The world has become such a small place
Continue Reading Below
There was a time when going from one place to another would take tons of preparation and cost lots of money. As aviation developed and companies evolved, only people with a big wallet could use this fine transportation. Flying has over the years become a means of transportation for almost everyone, and working for an airline company has until recently been regarded as a high profile job.
Today the airline companies are struggling with declining revenue. New low cost companies are significantly lowering the prices, and in this price war, only the best airline companies survive. One of the survivors is Norwegian (XOSL: NAS) which in 2013 they was ranked as the third best low cost airline company in the world.
Figure 1 Norwegian was founded 1993 in Norway. Officially it started as a low cost domestic airline company in 2002.Today Norwegian operates 411 routes to 125 destinations with 3695 employees.
How can a low-cost airline company not only survive, but also make profit?
The secret lies in expenses and how to keep them low. Norwegian is a growing company with a great management that has a clear answer to how they can win the low-cost airline war.
The management believes in buying new planes that are more cost effective, so-called eco-planes (Boing 737-800). These planes have a lower fuel cost and are better for the environment. For the travelers convenience they are also provided with the newest technology, including Wi-Fi.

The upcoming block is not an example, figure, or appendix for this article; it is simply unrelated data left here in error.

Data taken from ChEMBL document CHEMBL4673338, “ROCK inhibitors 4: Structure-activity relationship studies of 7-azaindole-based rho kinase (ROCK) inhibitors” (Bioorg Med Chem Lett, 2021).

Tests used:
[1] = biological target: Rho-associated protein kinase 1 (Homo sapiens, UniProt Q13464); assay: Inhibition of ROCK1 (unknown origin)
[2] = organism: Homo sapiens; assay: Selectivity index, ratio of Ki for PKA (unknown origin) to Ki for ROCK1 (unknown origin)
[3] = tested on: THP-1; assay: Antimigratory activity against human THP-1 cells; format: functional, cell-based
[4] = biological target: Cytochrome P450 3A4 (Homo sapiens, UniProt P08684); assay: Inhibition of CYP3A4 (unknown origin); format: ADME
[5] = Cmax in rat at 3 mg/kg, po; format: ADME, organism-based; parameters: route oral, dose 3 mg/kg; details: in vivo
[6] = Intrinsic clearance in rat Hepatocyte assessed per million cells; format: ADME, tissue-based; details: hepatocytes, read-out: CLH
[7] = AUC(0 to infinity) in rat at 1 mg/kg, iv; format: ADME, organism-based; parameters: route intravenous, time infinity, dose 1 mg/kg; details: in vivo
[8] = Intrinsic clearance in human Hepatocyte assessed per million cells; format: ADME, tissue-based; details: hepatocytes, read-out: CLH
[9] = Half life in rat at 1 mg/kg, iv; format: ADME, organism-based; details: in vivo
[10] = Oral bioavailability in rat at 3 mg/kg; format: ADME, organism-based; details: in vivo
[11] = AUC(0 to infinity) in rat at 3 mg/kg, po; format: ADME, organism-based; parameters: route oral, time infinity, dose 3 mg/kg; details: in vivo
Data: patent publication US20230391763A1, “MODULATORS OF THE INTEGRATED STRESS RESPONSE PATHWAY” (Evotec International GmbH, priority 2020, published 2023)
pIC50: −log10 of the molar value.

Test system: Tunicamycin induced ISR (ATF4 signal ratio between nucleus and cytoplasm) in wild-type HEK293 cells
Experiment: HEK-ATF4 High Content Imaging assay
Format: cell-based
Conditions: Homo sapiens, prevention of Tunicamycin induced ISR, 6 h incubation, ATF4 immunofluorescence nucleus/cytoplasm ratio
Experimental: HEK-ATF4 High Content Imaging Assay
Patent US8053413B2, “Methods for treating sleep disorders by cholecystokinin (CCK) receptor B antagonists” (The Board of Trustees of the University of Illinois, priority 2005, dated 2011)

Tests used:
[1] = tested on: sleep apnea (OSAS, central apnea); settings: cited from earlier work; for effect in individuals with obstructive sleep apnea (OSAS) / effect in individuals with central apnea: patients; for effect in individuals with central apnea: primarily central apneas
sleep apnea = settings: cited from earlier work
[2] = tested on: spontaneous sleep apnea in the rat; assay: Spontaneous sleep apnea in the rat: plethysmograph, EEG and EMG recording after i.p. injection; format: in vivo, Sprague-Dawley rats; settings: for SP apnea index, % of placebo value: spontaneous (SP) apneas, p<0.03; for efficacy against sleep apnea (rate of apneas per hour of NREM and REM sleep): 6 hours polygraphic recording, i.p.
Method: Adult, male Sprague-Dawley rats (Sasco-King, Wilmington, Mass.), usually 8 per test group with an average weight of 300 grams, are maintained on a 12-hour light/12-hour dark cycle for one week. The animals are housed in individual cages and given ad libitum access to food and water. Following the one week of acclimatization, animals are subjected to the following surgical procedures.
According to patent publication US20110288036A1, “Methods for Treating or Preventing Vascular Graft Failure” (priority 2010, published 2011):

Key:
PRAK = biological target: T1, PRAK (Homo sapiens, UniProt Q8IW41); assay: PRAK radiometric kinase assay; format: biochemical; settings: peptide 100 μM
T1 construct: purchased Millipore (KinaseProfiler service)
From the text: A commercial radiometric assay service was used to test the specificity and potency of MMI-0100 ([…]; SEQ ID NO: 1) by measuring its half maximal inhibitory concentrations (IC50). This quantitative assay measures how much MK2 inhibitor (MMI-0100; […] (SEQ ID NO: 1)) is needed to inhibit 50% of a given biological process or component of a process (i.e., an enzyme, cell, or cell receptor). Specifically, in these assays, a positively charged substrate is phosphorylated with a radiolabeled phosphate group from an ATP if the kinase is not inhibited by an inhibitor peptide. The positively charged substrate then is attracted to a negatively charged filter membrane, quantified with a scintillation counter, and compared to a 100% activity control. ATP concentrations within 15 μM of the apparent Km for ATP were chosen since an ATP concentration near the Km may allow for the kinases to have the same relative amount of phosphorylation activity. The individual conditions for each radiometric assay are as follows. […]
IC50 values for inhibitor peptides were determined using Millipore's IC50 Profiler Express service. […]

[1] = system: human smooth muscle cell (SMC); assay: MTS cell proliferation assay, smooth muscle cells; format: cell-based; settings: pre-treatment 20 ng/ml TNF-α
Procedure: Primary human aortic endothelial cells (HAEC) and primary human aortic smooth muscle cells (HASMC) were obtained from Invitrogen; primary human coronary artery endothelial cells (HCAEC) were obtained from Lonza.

A continuous fleet renewal effort has become an integral part of Norwegians business. By early 2012 Norwegian had placed the largest aircraft order in European history. By year-end 2013 Norwegian had a total of 271 undelivered aircraft on firm order: 60 Boeing 737-800, 100 Boeing 737 MAX8, 100 Airbus A320neo and 11 Boeing 787 Dreamliners.
Since 2008 when Norwegians fleet renewal began, its fuel consumption per seat kilometer has decreased by a staggering 17%. Today, emissions per airline passenger are approaching those per train passenger in many countries. Norwegian is almost free of leasing planes, which for many airlines is a big cost and with its big expansion Norwegian is actually able to lease out its own planes, if a situation needs it. Better in the air than in a hanger.
Figure 2. The diagram shows the grams co2 per passenger per kilometer and how Norwegian has succeeded to decrease emissions due to the investment in low co2 planes.
Something had to change
Lets go back to the time where only the best could be hired in the aviation industry. At least in Scandinavia, all high profile industry jobs were followed by a retirement plan so great that you would not have to worry about your retirement. That has been a huge problem for big airline companies like SAS (Scandinavian airline system (XCSE:SAS) today, and they have been fighting the crew in court trying to reduce their pension and renegotiate their retirement plans. This has not been the case for Norwegian because it is such a new company that from the beginning has been a low cost company, and therefore has made retirement plans that match modern time in aviation. Norwegian is also establishing new bases around the world, which makes it alot cheaper to fly to destinations around the world.